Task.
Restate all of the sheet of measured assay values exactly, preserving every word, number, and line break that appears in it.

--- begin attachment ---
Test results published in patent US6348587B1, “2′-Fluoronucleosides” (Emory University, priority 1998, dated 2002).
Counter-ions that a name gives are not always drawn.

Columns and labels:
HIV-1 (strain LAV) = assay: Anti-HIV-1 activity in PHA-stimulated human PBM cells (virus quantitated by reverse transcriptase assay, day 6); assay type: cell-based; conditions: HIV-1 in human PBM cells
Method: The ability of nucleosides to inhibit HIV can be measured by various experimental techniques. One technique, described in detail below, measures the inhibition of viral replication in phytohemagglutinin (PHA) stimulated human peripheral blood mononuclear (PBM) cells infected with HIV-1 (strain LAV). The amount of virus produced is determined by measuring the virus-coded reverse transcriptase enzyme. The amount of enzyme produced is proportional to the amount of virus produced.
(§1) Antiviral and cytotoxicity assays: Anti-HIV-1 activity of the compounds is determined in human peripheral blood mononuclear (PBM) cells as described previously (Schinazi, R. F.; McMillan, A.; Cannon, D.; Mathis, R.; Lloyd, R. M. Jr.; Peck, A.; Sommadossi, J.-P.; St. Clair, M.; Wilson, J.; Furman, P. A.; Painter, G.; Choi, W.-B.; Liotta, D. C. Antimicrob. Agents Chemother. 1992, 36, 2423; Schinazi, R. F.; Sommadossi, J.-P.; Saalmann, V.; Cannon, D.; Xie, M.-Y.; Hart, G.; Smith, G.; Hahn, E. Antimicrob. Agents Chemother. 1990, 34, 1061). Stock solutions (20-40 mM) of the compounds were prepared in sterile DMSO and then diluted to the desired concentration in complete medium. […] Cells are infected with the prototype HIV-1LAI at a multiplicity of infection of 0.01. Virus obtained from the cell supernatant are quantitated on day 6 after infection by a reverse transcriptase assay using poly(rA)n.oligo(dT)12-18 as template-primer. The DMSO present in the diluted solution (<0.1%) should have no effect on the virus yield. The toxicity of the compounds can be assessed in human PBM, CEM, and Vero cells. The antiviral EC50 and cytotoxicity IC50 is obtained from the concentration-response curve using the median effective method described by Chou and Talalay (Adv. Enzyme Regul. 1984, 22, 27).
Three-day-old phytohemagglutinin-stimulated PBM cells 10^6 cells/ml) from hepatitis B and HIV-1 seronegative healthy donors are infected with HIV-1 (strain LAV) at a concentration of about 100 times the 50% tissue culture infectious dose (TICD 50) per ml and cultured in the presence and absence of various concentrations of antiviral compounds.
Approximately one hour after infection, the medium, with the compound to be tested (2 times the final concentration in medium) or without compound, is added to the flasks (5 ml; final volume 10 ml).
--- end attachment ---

Test results published in patent US6348587B1, “2′-Fluoronucleosides” (Emory University, priority 1998, dated 2002).
Counter-ions that a name gives are not always drawn.

Columns and labels:
HIV-1 (strain LAV) = assay: Anti-HIV-1 activity in PHA-stimulated human PBM cells (virus quantitated by reverse transcriptase assay, day 6); assay type: cell-based; conditions: HIV-1 in human PBM cells
Method: The ability of nucleosides to inhibit HIV can be measured by various experimental techniques. One technique, described in detail below, measures the inhibition of viral replication in phytohemagglutinin (PHA) stimulated human peripheral blood mononuclear (PBM) cells infected with HIV-1 (strain LAV). The amount of virus produced is determined by measuring the virus-coded reverse transcriptase enzyme. The amount of enzyme produced is proportional to the amount of virus produced.
(§1) Antiviral and cytotoxicity assays: Anti-HIV-1 activity of the compounds is determined in human peripheral blood mononuclear (PBM) cells as described previously (Schinazi, R. F.; McMillan, A.; Cannon, D.; Mathis, R.; Lloyd, R. M. Jr.; Peck, A.; Sommadossi, J.-P.; St. Clair, M.; Wilson, J.; Furman, P. A.; Painter, G.; Choi, W.-B.; Liotta, D. C. Antimicrob. Agents Chemother. 1992, 36, 2423; Schinazi, R. F.; Sommadossi, J.-P.; Saalmann, V.; Cannon, D.; Xie, M.-Y.; Hart, G.; Smith, G.; Hahn, E. Antimicrob. Agents Chemother. 1990, 34, 1061). Stock solutions (20-40 mM) of the compounds were prepared in sterile DMSO and then diluted to the desired concentration in complete medium. […] Cells are infected with the prototype HIV-1LAI at a multiplicity of infection of 0.01. Virus obtained from the cell supernatant are quantitated on day 6 after infection by a reverse transcriptase assay using poly(rA)n.oligo(dT)12-18 as template-primer. The DMSO present in the diluted solution (<0.1%) should have no effect on the virus yield. The toxicity of the compounds can be assessed in human PBM, CEM, and Vero cells. The antiviral EC50 and cytotoxicity IC50 is obtained from the concentration-response curve using the median effective method described by Chou and Talalay (Adv. Enzyme Regul. 1984, 22, 27).
Three-day-old phytohemagglutinin-stimulated PBM cells 10^6 cells/ml) from hepatitis B and HIV-1 seronegative healthy donors are infected with HIV-1 (strain LAV) at a concentration of about 100 times the 50% tissue culture infectious dose (TICD 50) per ml and cultured in the presence and absence of various concentrations of antiviral compounds.
Approximately one hour after infection, the medium, with the compound to be tested (2 times the final concentration in medium) or without compound, is added to the flasks (5 ml; final volume 10 ml).